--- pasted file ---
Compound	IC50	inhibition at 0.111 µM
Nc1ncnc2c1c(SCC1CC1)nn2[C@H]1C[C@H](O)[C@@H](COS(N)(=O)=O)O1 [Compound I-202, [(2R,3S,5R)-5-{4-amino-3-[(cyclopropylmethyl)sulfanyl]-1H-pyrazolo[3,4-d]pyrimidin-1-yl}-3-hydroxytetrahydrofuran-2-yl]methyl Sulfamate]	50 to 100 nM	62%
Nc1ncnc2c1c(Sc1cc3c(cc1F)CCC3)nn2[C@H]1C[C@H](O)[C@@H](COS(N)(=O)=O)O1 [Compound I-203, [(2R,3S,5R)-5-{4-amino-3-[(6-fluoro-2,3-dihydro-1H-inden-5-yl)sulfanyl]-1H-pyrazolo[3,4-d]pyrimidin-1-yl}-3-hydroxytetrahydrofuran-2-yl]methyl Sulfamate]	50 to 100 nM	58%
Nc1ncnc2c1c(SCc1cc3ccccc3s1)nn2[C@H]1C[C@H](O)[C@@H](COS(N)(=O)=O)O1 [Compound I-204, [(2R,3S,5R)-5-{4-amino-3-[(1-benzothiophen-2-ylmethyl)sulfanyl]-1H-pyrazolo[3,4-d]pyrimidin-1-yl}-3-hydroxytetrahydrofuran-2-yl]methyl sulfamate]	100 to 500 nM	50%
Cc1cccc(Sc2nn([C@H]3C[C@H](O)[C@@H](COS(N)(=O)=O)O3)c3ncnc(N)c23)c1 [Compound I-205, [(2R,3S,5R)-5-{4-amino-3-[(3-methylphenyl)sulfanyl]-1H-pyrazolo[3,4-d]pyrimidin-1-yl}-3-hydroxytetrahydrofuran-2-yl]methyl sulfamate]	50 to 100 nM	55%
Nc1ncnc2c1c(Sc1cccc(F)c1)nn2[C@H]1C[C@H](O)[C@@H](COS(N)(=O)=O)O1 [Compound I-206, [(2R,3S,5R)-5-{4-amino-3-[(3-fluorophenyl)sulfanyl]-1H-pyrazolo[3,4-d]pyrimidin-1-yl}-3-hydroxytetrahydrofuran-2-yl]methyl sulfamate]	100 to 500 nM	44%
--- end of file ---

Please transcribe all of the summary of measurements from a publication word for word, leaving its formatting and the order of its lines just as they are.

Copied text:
Compound	IC50	inhibition at 0.111 µM
Nc1ncnc2c1c(SCC1CC1)nn2[C@H]1C[C@H](O)[C@@H](COS(N)(=O)=O)O1 [Compound I-202, [(2R,3S,5R)-5-{4-amino-3-[(cyclopropylmethyl)sulfanyl]-1H-pyrazolo[3,4-d]pyrimidin-1-yl}-3-hydroxytetrahydrofuran-2-yl]methyl Sulfamate]	50 to 100 nM	62%
Nc1ncnc2c1c(Sc1cc3c(cc1F)CCC3)nn2[C@H]1C[C@H](O)[C@@H](COS(N)(=O)=O)O1 [Compound I-203, [(2R,3S,5R)-5-{4-amino-3-[(6-fluoro-2,3-dihydro-1H-inden-5-yl)sulfanyl]-1H-pyrazolo[3,4-d]pyrimidin-1-yl}-3-hydroxytetrahydrofuran-2-yl]methyl Sulfamate]	50 to 100 nM	58%
Nc1ncnc2c1c(SCc1cc3ccccc3s1)nn2[C@H]1C[C@H](O)[C@@H](COS(N)(=O)=O)O1 [Compound I-204, [(2R,3S,5R)-5-{4-amino-3-[(1-benzothiophen-2-ylmethyl)sulfanyl]-1H-pyrazolo[3,4-d]pyrimidin-1-yl}-3-hydroxytetrahydrofuran-2-yl]methyl sulfamate]	100 to 500 nM	50%
Cc1cccc(Sc2nn([C@H]3C[C@H](O)[C@@H](COS(N)(=O)=O)O3)c3ncnc(N)c23)c1 [Compound I-205, [(2R,3S,5R)-5-{4-amino-3-[(3-methylphenyl)sulfanyl]-1H-pyrazolo[3,4-d]pyrimidin-1-yl}-3-hydroxytetrahydrofuran-2-yl]methyl sulfamate]	50 to 100 nM	55%
Nc1ncnc2c1c(Sc1cccc(F)c1)nn2[C@H]1C[C@H](O)[C@@H](COS(N)(=O)=O)O1 [Compound I-206, [(2R,3S,5R)-5-{4-amino-3-[(3-fluorophenyl)sulfanyl]-1H-pyrazolo[3,4-d]pyrimidin-1-yl}-3-hydroxytetrahydrofuran-2-yl]methyl sulfamate]	100 to 500 nM	44%